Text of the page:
19. High-resolution adaptive optics scanning laser ophthalmoscope with dual deformable mirrors for large aberration correction

    SciTech Connect

    Chen, D; Jones, S M; Silva, D A; Olivier, S S

    2007-01-25

    Scanning laser ophthalmoscopes with adaptive optics (AOSLO) have been shown previously to provide a noninvasive, cellular-scale view of the living human retina. However, the clinical utility of these systems has been limited by the available deformable mirror technology. In this paper, we demonstrate that the use of dual deformable mirrors can effectively compensate large aberrations in the human retina, making the AOSLO system a viable, non-invasive, high-resolution imaging tool for clinical diagnostics. We used a bimorph deformable mirror to correct low-order aberrations with relatively large amplitudes. The bimorph mirror is manufactured by Aoptix, Inc. with 37 elements and 18 {micro}m stroke in a 10 mm aperture. We used a MEMS deformable mirror to correct high-order aberrations with lower amplitudes. The MEMS mirror is manufactured by Boston Micromachine, Inc with 144 elements and 1.5 {micro}m stroke in a 3 mm aperture. We have achieved near diffraction-limited retina images using the dual deformable mirrors to correct large aberrations up to {+-} 3D of defocus and {+-} 3D of cylindrical aberrations with test subjects. This increases the range of spectacle corrections by the AO systems by a factor of 10, which is crucial for use in the clinical environment. This ability for large phase compensation can eliminate accurate refractive error fitting for the patients, which greatly improves the system ease of use and efficiency in the clinical environment.

  20. A Piezoelectric Unimorph Deformable Mirror Concept by Wafer Transfer for Ultra Large Space Telescopes

    NASA Technical Reports Server (NTRS)

    Yang, Eui-Hyeok; Shcheglov, Kirill

    2002-01-01

    Future concepts of ultra large space telescopes include segmented silicon mirrors and inflatable polymer mirrors. Primary mirrors for these systems cannot meet optical surface figure requirements and are likely to generate over several microns of wavefront errors. In order to correct for these large wavefront errors, high stroke optical quality deformable mirrors are required. JPL has recently developed a new technology for transferring an entire wafer-level mirror membrane from one substrate to another. A thin membrane, 100 mm in diameter, has been successfully transferred without using adhesives or polymers. The measured peak-to-valley surface error of a transferred and patterned membrane (1 mm x 1 mm x 0.016 mm) is only 9 nm. The mirror element actuation principle is based on a piezoelectric unimorph. A voltage applied to the piezoelectric layer induces stress in the longitudinal direction causing the film to deform and pull on the mirror connected to it. The advantage of this approach is that the small longitudinal strains obtainable from a piezoelectric material at modest voltages are thus translated into large vertical displacements. Modeling is performed for a unimorph membrane consisting of clamped rectangular membrane with a PZT layer with variable dimensions. The membrane transfer technology is combined with the piezoelectric bimorph actuator concept to constitute a compact deformable mirror device with a large stroke actuation of a continuous mirror membrane, resulting in a compact A0 systems for use in ultra large space telescopes.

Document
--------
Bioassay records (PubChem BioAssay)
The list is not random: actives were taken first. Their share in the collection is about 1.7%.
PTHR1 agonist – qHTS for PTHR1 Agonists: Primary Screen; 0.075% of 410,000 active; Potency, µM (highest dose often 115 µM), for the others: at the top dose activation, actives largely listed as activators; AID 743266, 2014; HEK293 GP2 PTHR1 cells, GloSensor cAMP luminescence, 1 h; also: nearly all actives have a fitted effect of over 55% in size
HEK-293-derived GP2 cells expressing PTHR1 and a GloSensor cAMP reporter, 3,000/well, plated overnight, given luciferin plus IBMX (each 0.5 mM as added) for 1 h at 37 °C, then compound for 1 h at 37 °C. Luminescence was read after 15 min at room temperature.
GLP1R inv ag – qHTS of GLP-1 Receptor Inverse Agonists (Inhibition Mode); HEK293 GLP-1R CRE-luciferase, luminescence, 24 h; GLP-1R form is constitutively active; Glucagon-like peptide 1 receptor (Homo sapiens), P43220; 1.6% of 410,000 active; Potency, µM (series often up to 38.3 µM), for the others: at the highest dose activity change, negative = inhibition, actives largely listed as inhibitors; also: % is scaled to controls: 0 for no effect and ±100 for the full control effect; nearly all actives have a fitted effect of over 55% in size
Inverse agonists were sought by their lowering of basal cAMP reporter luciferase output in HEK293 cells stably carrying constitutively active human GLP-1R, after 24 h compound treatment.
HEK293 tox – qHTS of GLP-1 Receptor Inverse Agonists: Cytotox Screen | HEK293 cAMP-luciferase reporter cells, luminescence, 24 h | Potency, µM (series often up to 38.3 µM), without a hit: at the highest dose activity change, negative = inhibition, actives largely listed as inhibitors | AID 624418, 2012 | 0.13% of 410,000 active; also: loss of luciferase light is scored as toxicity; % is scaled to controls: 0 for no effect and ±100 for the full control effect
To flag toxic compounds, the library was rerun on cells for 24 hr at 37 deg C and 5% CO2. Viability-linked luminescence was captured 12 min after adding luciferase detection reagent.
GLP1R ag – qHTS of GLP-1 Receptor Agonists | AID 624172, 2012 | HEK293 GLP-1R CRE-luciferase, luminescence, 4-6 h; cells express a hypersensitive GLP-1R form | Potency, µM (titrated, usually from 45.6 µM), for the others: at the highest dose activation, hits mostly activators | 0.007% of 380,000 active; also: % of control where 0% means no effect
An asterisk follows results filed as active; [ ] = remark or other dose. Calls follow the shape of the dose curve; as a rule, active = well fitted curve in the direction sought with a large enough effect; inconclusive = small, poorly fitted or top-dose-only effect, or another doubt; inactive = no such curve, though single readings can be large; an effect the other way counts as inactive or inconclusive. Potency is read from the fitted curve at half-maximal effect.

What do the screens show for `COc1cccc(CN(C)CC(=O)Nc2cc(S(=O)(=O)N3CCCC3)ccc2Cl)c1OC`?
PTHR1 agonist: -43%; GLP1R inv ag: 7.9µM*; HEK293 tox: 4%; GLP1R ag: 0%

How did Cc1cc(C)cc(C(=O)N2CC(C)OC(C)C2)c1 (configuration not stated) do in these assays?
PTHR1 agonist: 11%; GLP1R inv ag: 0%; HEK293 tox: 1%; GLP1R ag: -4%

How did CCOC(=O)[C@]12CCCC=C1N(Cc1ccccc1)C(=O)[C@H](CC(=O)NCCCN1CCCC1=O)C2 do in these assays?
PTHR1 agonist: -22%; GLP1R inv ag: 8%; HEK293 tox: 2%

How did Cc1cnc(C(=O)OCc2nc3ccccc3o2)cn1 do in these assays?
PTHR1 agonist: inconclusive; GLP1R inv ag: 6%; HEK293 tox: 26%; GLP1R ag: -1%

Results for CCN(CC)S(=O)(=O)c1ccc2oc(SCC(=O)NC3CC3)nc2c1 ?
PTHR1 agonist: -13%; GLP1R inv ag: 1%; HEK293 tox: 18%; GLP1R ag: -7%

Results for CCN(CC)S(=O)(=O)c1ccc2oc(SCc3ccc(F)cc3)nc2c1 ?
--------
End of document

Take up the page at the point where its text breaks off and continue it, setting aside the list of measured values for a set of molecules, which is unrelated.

1. Out-of-plane actuation with a sub-micron initial gap for reconfigurable terahertz micro-electro-mechanical systems metamaterials.

    PubMed

    Isozaki, Akihiro; Kan, Tetsuo; Takahashi, Hidetoshi; Matsumoto, Kiyoshi; Shimoyama, Isao

    2015-10-01

    We propose a reconfigurable terahertz (THz) metamaterial that can control the transmittance by out-of-plane actuation with changing the sub-micron gap distance between electrically coupled metamaterial elements. By using the out-of-plane actuation, it was possible to avoid contact between the coupled metamaterial elements across the small initial gap during the adjustment of the gap size. THz spectroscopy was performed during actuation, and the transmission dip frequency was confirmed to be tunable from 0.82 to 0.92 THz for one linear polarization state and from 0.80 to 0.91 THz for the other linear polarization; the two polarizations were orthogonal. The proposed approach will contribute to the development of tunable metamaterials based on structural deformations. PMID:26480137

  2. Analysis of the static deformation matching between numerical and experimental data on the voice-coil actuated deformable mirrors

    NASA Astrophysics Data System (ADS)

    Del Vecchio, Ciro; Briguglio, Runa; Riccardi, Armando; Xompero, Marco

    2014-08-01